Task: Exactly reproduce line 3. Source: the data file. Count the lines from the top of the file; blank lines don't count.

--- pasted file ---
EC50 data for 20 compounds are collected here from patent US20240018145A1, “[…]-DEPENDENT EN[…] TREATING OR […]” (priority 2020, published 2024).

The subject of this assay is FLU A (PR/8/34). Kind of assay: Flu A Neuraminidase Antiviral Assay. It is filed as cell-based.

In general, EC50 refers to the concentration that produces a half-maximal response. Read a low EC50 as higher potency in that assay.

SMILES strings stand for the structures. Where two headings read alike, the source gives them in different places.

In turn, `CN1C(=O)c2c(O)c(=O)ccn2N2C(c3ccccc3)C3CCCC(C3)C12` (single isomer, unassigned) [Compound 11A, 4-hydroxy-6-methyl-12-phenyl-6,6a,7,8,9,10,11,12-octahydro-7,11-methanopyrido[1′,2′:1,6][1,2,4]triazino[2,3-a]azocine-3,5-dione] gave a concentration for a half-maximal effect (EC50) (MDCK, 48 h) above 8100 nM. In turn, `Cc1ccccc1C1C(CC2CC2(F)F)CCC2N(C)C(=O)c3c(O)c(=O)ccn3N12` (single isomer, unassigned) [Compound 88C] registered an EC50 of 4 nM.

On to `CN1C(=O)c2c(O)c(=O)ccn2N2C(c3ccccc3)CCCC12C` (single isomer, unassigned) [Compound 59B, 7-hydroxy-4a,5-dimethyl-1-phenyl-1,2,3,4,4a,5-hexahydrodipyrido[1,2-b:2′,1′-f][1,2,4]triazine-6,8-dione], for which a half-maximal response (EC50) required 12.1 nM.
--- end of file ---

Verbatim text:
In general, EC50 refers to the concentration that produces a half-maximal response. Read a low EC50 as higher potency in that assay.